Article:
U.S. President Barack Obama's administration's support for the Democratic Union Party (PYD) in northern Syria continues to strain ties between Turkey and the United States. Though it is unclear what Washington wants to do with the group once DAESH is defeated, the Turkish leadership sees Obama's partnership with the PKK's Syrian affiliate as an effort to limit their influence over the failed state next door. Ever since the siege of Kobani, the Obama administration has been using the PYD to force Turkey into more active participation in the anti-DAESH effort. A recent visit to Kobani by U.S. the special presidential envoy for the Global Coalition to Counter ISIS (DAESH), Brett McGurk, where he accepted gifts from a former PKK member who now serves in the PYD leadership, took the crisis to the next level.
For many Turkish officials, McGurk is a supporter of former Iraqi Prime Minister Nouri al-Maliki's sectarian policies that sought to keep Sunnis on the sidelines. To be clear, his inclusion in a 17-strong delegation does not necessarily reflect major differences of opinion between the Pentagon and the U.S. State Department. Nor is it helpful to associate McGurk's rise to prominence with U.S. military officials who have blamed the casualties of war on Ankara's refusal to base U.S. troops in Turkey, calling the shots in Iraq. At the end of the day, the White House publicly endorsed McGurk's controversial visit to Kobani.
To make matters worse, State Department spokesman John Kirby stated at least twice that the United States would continue working with the PYD, which the U.S. does not consider to be a terrorist group. Going into damage control mode on Wednesday, McGurk offered "to protect Turkey against the PKK," but came out in favor of strengthening the PYD's armed People's Protection Units (YPG) even after President Recep Tayyip Erdoğan openly asked the administration to choose between Turkey and the PYD.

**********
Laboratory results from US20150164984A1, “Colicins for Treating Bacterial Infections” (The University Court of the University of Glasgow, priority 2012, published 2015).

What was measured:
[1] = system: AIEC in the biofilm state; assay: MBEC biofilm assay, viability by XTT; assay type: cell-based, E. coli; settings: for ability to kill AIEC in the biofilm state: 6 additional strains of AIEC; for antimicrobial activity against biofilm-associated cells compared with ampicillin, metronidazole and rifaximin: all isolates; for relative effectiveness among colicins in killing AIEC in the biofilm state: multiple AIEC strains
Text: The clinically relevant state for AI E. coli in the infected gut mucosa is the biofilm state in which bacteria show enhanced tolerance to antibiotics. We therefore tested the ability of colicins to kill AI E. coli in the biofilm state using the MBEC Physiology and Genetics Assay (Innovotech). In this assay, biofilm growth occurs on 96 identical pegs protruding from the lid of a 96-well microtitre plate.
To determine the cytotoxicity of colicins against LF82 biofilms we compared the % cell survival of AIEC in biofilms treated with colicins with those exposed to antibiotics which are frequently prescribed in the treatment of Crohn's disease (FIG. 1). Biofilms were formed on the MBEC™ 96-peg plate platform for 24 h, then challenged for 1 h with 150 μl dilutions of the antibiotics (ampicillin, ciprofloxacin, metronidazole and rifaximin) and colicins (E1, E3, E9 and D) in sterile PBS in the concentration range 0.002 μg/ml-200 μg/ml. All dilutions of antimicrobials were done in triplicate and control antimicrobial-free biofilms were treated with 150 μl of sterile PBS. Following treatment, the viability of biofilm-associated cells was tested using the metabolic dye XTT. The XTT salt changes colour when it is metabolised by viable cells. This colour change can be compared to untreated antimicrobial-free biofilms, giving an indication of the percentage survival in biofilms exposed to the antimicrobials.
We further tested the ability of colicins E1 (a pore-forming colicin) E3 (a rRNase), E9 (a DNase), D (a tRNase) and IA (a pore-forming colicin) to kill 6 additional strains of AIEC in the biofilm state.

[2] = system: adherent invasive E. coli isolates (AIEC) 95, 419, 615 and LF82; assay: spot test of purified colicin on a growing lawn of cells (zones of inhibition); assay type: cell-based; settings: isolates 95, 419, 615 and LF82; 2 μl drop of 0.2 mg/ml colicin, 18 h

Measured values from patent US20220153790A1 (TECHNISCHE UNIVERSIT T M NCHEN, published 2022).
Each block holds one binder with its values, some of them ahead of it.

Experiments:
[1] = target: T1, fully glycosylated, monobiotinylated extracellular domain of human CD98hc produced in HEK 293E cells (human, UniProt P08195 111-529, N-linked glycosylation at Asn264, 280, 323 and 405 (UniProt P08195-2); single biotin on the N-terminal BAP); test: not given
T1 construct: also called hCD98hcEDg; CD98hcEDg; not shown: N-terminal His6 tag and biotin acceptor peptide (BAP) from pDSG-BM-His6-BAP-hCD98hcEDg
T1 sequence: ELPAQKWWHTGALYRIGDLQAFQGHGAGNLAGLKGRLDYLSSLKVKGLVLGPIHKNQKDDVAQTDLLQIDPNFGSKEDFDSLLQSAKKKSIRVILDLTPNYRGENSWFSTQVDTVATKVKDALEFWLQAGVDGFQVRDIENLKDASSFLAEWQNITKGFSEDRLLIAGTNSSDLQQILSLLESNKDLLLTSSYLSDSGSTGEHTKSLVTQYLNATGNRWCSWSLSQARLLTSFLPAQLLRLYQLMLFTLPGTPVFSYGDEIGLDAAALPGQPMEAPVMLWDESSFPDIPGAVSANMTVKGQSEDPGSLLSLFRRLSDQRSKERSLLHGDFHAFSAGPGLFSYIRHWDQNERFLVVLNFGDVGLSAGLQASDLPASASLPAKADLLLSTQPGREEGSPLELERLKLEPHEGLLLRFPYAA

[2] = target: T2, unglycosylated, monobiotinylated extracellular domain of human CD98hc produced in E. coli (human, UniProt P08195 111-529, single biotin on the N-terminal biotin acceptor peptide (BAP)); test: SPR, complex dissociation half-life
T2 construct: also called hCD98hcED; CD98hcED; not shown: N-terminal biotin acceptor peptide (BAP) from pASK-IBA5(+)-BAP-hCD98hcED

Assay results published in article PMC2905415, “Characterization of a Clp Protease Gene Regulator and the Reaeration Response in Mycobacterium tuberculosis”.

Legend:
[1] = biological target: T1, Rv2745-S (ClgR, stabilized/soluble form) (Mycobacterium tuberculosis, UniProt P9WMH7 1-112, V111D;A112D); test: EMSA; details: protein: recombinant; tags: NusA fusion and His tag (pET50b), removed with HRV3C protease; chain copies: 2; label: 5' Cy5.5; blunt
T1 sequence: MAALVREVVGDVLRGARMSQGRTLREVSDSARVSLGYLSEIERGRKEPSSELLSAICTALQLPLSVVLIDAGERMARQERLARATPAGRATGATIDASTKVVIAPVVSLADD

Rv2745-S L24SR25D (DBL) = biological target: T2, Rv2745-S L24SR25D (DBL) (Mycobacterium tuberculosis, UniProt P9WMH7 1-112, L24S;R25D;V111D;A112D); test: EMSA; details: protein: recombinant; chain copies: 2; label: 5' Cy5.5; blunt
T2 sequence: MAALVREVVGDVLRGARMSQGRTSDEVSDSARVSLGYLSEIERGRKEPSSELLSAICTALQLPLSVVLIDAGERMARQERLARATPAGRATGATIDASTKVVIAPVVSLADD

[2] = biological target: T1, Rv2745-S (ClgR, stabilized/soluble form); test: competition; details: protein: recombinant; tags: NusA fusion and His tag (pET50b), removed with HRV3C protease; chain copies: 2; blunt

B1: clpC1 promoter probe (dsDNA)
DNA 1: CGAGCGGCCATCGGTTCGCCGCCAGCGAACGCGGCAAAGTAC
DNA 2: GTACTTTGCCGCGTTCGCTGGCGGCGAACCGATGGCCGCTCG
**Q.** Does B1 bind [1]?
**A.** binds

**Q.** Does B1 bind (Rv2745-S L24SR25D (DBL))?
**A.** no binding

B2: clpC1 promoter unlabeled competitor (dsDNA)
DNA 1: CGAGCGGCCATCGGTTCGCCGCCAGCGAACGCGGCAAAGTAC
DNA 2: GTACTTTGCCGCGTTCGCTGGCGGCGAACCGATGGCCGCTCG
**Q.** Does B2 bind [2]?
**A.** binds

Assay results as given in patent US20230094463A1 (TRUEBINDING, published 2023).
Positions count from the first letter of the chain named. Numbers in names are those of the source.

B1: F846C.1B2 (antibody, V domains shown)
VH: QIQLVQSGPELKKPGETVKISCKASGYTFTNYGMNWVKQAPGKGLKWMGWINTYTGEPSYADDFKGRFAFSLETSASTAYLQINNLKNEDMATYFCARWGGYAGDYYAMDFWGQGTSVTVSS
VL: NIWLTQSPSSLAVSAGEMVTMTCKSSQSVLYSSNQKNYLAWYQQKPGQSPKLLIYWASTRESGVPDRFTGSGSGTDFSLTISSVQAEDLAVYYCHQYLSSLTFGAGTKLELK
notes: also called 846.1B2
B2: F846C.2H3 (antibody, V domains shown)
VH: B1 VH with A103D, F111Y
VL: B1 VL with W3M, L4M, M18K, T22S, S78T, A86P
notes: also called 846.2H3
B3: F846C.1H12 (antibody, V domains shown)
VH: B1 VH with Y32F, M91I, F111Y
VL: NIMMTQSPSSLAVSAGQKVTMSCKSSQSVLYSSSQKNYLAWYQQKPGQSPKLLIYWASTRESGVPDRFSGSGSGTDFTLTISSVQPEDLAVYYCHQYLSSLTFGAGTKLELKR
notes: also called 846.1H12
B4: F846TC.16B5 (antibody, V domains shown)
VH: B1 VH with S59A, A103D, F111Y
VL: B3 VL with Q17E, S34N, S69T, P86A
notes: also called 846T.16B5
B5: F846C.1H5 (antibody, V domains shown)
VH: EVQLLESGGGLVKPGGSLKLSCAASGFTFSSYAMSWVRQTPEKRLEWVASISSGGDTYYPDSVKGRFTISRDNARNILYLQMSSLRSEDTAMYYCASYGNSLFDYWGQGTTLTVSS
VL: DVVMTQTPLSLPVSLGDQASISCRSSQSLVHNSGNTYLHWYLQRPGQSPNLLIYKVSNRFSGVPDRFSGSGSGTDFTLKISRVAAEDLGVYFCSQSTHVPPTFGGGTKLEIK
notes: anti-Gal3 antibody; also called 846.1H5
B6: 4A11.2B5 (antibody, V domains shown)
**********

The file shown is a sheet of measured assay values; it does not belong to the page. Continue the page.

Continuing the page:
One thing is clear: Washington canot make things right with Turkey by calling the PKK a terrorist organization. At the end of the day, whether the international community views a given group as a terrorist organization still depends on where the United States stands. In this sense, fighting DAESH hardly justifies the Obama administration's commitment to working with an armed group with open ties to the PKK.
Having failed to do anything to stop Russian airstrikes against moderate rebels in Syria, which happens to serve DAESH's interests, the Obama administration risks losing Turkey for the sake of limiting Russian influence over the PYD leadership. Another reason appears to be Washington's interest in mediating future disarmament talks between Turkey and the PKK to play a crucial role in Kurdish self-determination. Understanding Washington's motives, however, does not mean much for the Turkish government. By supporting the PYD in northern Syria, the Obama administration is paving the way for a major crisis in bilateral relations.
At this point, Turkey does not believe that Washington's interest in working with the PYD stems from the need for ground forces to fight DAESH in Syria. Instead, the country sees an existential threat. To be clear, the Obama administration's reliance on a small group of military advisors seeking to repent for their sins in Iraq does not make things any better. Moving forward, it will not be possible for the United States to channel the Turkish people's frustration into strengthening the opponents of Erdoğan and the ruling Justice and Development Party (AK Party) either.
Here's how to reverse this dangerous trend:
The Obama administration's top priority is to eliminate DAESH and Washington is not exactly happy about Turkey's level of participation in the anti-DAESH campaign. Meanwhile, the Turkish government is extremely concerned about Western weapons and ammunition ending up being used by the PKK in attacks against civilians and security forces. Until now, U.S. officials have conveniently turned a blind eye to the flow of weapons and militants from PYD-controlled parts of northern Syria and southeastern Turkey and ignored concrete evidence presented to them by Ankara. Statements by Turkmen fighters and other moderate groups do not count either. If evidence of PYD foul play becomes public, Turkey will expect the United States to make some changes. If the Obama administration fails to comply, we will probably witness a new wave of anti-Americanism in Turkey and the next president will find it difficult to regain the Ankara's trust.